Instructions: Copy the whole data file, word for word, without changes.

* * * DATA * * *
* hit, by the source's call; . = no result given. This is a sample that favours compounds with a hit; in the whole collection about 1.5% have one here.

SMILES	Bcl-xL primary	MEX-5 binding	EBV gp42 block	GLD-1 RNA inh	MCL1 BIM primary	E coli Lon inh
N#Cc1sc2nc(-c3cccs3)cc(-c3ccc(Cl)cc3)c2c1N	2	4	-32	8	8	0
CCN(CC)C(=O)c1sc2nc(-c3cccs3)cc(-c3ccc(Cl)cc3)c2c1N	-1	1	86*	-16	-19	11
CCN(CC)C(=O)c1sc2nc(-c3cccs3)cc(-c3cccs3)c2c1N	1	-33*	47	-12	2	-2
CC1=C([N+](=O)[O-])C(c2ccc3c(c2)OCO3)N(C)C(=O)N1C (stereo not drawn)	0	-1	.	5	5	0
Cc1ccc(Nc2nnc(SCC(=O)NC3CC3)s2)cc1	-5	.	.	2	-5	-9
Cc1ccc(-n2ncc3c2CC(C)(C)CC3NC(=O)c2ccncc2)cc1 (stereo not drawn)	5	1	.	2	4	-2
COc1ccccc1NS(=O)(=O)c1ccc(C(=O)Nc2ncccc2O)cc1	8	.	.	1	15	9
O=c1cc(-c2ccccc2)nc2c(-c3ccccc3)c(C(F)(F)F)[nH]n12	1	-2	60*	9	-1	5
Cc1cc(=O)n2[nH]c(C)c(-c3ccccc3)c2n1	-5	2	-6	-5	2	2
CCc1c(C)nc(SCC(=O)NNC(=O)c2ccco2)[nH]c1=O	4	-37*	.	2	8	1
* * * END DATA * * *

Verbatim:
* hit, by the source's call; . = no result given. This is a sample that favours compounds with a hit; in the whole collection about 1.5% have one here.

SMILES	Bcl-xL primary	MEX-5 binding	EBV gp42 block	GLD-1 RNA inh	MCL1 BIM primary	E coli Lon inh
N#Cc1sc2nc(-c3cccs3)cc(-c3ccc(Cl)cc3)c2c1N	2	4	-32	8	8	0
CCN(CC)C(=O)c1sc2nc(-c3cccs3)cc(-c3ccc(Cl)cc3)c2c1N	-1	1	86*	-16	-19	11
CCN(CC)C(=O)c1sc2nc(-c3cccs3)cc(-c3cccs3)c2c1N	1	-33*	47	-12	2	-2
CC1=C([N+](=O)[O-])C(c2ccc3c(c2)OCO3)N(C)C(=O)N1C (stereo not drawn)	0	-1	.	5	5	0
Cc1ccc(Nc2nnc(SCC(=O)NC3CC3)s2)cc1	-5	.	.	2	-5	-9
Cc1ccc(-n2ncc3c2CC(C)(C)CC3NC(=O)c2ccncc2)cc1 (stereo not drawn)	5	1	.	2	4	-2
COc1ccccc1NS(=O)(=O)c1ccc(C(=O)Nc2ncccc2O)cc1	8	.	.	1	15	9
O=c1cc(-c2ccccc2)nc2c(-c3ccccc3)c(C(F)(F)F)[nH]n12	1	-2	60*	9	-1	5
Cc1cc(=O)n2[nH]c(C)c(-c3ccccc3)c2n1	-5	2	-6	-5	2	2
CCc1c(C)nc(SCC(=O)NNC(=O)c2ccco2)[nH]c1=O	4	-37*	.	2	8	1